‘Gone With the Wind’ Back On The Big Screen


By Stacey Altherr



Frankly, Scarlett, it seems we do give a damn.

The 1939 epic Civil War film “Gone With the Wind” celebrates its 75th anniversary with special showings around the nation on Sept. 28 and Oct. 1. The film will be seen in its original Technicolor glory, with the maiden overture, intermission and exit music.

The timeless story of love and war has been rereleased nine times since its premiere and will be seen in its original 1:37 aspect ratio, which means it has not been stretched this time to fit modern movie screens.

It also has been digitally remastered for picture quality.

The rerelease will include a special filmed introduction by Turner Classic Movies host and film historian Robert Osborne. A 75th-anniversary Blu-ray edition comes out Sept. 30.

“It was so groundbreaking—in the telling of the story and the interaction between characters and the action,” says John Rubey, CEO of Fathom Events, which is reissuing the film along with TCM and Warner Home Video. “The technology. The use of color. It wrote a whole new chapter in film.”

The nearly four-hour drama—hailed as a masterpiece since its release—has grossed more than any other movie in history, nearly $1.7 billion (adjusted for inflation), according to Fathom and BoxOfficeMojo.com.

It was nominated for 13 Oscars and was awarded 10, including best picture, best actress for Vivien Leigh as the spoiled Southern belle Scarlett O’Hara and best supporting actress for Hattie McDaniel, who played the housemaid Mammy. McDaniel, the first African-American actor to win an Academy Award, was not invited to attend the December 1939 premiere in Atlanta because of her race. Clark Gable reportedly threatened to boycott the event, but McDaniel convinced him to attend.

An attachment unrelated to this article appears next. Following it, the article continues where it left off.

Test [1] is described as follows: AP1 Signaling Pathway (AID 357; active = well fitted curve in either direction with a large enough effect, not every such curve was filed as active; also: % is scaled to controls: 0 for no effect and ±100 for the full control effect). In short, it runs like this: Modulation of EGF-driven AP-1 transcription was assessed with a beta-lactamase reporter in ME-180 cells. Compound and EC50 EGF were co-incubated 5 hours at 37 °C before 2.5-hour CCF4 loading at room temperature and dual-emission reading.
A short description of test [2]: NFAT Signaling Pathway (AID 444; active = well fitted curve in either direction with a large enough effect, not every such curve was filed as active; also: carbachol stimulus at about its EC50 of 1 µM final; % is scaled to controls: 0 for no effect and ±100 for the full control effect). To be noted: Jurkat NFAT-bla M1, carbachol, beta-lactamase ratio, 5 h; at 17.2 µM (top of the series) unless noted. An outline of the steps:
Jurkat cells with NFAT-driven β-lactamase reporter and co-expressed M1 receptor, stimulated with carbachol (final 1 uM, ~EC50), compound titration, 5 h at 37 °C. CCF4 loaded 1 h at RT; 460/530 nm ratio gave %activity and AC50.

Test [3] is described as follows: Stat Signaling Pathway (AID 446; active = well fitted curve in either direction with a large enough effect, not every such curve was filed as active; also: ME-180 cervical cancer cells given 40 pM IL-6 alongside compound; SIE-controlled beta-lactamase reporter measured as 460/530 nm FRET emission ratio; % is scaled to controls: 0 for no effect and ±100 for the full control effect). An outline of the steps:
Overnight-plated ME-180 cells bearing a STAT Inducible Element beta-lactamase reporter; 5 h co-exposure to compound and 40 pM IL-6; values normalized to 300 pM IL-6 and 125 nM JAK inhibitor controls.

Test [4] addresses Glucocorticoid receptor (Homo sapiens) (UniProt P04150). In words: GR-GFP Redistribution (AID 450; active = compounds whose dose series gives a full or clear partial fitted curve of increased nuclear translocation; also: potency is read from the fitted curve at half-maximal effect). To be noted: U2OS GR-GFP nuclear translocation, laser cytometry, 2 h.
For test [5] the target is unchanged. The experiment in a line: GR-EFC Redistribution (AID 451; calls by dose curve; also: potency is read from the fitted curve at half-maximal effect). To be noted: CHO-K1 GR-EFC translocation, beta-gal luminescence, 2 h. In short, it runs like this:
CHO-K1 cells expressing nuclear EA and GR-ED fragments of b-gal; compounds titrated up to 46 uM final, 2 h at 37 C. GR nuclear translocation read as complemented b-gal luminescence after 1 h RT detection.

Based on Margaret Mitchell’s bestseller, the David O. Selznick-produced drama is set in 1861 as civil war breaks out, and follows O’Hara, who is spurned by her true love, Ashley Wilkes (Leslie Howard), and marries the insufferable and charming scoundrel Rhett Butler (Clark Gable). Her beloved home, Tara, is ransacked by Yankees, and she loses everything. She rebounds after the war but ultimately loses things even more dear.

While “Gone With the Wind” is known for its place in film history, Paula Uruburu, professor of English and film studies at Hofstra University, points out that the depiction of slaves as happy and well-cared-for was inaccurate.

“If you compare it to, let’s say, ‘12 Years a Slave,’ you can see the huge cultural gap from when this film was made to that film,” she says.

There was plenty of behind-the-scenes drama, as well. Directors were changed midstream, Gable divorced his second wife and married actress Carole Lombard during filming. A nationwide “search” for Scarlett was nothing more than a publicity stunt, since it was clear that Leigh was going to be the star early on.

“The famous casting search was largely nonsense,” says Ben Mankiewicz, movie critic and host for TCM, but “it was an early innovative use of media.” Although, Mankiewicz adds, “Katharine Hepburn really wanted the role.”

Despite the drama, it was the story and use of new technology that gave the movie its staying power, setting new standards in the industry. Technicolor was relatively new at the time and used to great visual effect in the burning-of-Atlanta scene, for instance.

“This was our art form,” says Mankiewicz. “And it is a particularly American story.”

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